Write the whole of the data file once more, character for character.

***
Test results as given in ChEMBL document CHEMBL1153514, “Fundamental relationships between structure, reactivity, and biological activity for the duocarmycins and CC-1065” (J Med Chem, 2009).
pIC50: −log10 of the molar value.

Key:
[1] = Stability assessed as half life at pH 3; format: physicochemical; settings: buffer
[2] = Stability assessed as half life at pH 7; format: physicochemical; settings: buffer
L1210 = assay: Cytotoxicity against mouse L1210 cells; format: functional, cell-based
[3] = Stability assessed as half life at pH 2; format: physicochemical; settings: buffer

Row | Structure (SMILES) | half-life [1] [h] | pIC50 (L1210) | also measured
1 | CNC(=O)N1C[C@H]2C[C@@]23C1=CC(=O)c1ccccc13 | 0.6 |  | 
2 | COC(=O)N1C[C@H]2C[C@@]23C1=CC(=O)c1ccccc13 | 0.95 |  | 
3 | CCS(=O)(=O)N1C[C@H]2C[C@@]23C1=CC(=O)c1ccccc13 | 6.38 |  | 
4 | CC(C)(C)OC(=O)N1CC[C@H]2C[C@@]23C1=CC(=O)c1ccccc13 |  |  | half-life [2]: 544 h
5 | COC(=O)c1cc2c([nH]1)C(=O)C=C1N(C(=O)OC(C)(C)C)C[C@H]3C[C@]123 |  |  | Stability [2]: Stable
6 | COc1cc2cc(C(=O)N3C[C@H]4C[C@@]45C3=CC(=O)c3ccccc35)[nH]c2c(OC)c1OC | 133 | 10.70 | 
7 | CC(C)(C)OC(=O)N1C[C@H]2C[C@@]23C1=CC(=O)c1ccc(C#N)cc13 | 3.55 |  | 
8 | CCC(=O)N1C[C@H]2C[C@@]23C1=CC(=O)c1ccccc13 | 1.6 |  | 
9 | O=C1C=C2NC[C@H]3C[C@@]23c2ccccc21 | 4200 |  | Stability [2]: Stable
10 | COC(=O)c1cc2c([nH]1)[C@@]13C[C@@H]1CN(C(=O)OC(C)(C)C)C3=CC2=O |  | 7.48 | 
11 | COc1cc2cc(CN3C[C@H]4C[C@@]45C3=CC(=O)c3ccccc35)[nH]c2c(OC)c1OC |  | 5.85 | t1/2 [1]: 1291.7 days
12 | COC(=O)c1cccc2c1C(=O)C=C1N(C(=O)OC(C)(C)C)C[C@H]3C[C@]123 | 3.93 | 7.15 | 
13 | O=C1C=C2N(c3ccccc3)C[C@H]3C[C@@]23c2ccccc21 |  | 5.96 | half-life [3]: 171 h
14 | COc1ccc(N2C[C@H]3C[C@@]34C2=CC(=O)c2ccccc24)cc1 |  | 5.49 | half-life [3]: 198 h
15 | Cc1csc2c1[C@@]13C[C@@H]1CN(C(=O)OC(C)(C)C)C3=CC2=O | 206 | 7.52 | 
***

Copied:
Test results as given in ChEMBL document CHEMBL1153514, “Fundamental relationships between structure, reactivity, and biological activity for the duocarmycins and CC-1065” (J Med Chem, 2009).
pIC50: −log10 of the molar value.

Key:
[1] = Stability assessed as half life at pH 3; format: physicochemical; settings: buffer
[2] = Stability assessed as half life at pH 7; format: physicochemical; settings: buffer
L1210 = assay: Cytotoxicity against mouse L1210 cells; format: functional, cell-based
[3] = Stability assessed as half life at pH 2; format: physicochemical; settings: buffer

Row | Structure (SMILES) | half-life [1] [h] | pIC50 (L1210) | also measured
1 | CNC(=O)N1C[C@H]2C[C@@]23C1=CC(=O)c1ccccc13 | 0.6 |  | 
2 | COC(=O)N1C[C@H]2C[C@@]23C1=CC(=O)c1ccccc13 | 0.95 |  | 
3 | CCS(=O)(=O)N1C[C@H]2C[C@@]23C1=CC(=O)c1ccccc13 | 6.38 |  | 
4 | CC(C)(C)OC(=O)N1CC[C@H]2C[C@@]23C1=CC(=O)c1ccccc13 |  |  | half-life [2]: 544 h
5 | COC(=O)c1cc2c([nH]1)C(=O)C=C1N(C(=O)OC(C)(C)C)C[C@H]3C[C@]123 |  |  | Stability [2]: Stable
6 | COc1cc2cc(C(=O)N3C[C@H]4C[C@@]45C3=CC(=O)c3ccccc35)[nH]c2c(OC)c1OC | 133 | 10.70 | 
7 | CC(C)(C)OC(=O)N1C[C@H]2C[C@@]23C1=CC(=O)c1ccc(C#N)cc13 | 3.55 |  | 
8 | CCC(=O)N1C[C@H]2C[C@@]23C1=CC(=O)c1ccccc13 | 1.6 |  | 
9 | O=C1C=C2NC[C@H]3C[C@@]23c2ccccc21 | 4200 |  | Stability [2]: Stable
10 | COC(=O)c1cc2c([nH]1)[C@@]13C[C@@H]1CN(C(=O)OC(C)(C)C)C3=CC2=O |  | 7.48 | 
11 | COc1cc2cc(CN3C[C@H]4C[C@@]45C3=CC(=O)c3ccccc35)[nH]c2c(OC)c1OC |  | 5.85 | t1/2 [1]: 1291.7 days
12 | COC(=O)c1cccc2c1C(=O)C=C1N(C(=O)OC(C)(C)C)C[C@H]3C[C@]123 | 3.93 | 7.15 | 
13 | O=C1C=C2N(c3ccccc3)C[C@H]3C[C@@]23c2ccccc21 |  | 5.96 | half-life [3]: 171 h
14 | COc1ccc(N2C[C@H]3C[C@@]34C2=CC(=O)c2ccccc24)cc1 |  | 5.49 | half-life [3]: 198 h
15 | Cc1csc2c1[C@@]13C[C@@H]1CN(C(=O)OC(C)(C)C)C3=CC2=O | 206 | 7.52 | 